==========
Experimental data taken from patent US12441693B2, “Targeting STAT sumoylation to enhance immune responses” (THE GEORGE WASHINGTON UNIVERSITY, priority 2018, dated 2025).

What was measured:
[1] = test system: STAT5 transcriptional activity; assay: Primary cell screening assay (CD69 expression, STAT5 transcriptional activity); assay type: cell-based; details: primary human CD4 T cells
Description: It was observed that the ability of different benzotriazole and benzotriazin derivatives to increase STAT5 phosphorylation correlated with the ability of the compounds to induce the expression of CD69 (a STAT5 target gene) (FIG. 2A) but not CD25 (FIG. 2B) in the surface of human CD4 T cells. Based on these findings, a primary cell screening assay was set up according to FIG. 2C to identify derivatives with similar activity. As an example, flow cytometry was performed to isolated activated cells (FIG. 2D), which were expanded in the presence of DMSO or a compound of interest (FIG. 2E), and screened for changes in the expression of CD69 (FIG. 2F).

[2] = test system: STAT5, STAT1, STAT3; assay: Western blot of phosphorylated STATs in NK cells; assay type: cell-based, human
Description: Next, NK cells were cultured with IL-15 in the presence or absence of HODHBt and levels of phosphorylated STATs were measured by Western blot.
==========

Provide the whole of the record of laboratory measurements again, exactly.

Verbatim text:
Experimental data taken from patent US12441693B2, “Targeting STAT sumoylation to enhance immune responses” (THE GEORGE WASHINGTON UNIVERSITY, priority 2018, dated 2025).

What was measured:
[1] = test system: STAT5 transcriptional activity; assay: Primary cell screening assay (CD69 expression, STAT5 transcriptional activity); assay type: cell-based; details: primary human CD4 T cells
Description: It was observed that the ability of different benzotriazole and benzotriazin derivatives to increase STAT5 phosphorylation correlated with the ability of the compounds to induce the expression of CD69 (a STAT5 target gene) (FIG. 2A) but not CD25 (FIG. 2B) in the surface of human CD4 T cells. Based on these findings, a primary cell screening assay was set up according to FIG. 2C to identify derivatives with similar activity. As an example, flow cytometry was performed to isolated activated cells (FIG. 2D), which were expanded in the presence of DMSO or a compound of interest (FIG. 2E), and screened for changes in the expression of CD69 (FIG. 2F).

[2] = test system: STAT5, STAT1, STAT3; assay: Western blot of phosphorylated STATs in NK cells; assay type: cell-based, human
Description: Next, NK cells were cultured with IL-15 in the presence or absence of HODHBt and levels of phosphorylated STATs were measured by Western blot.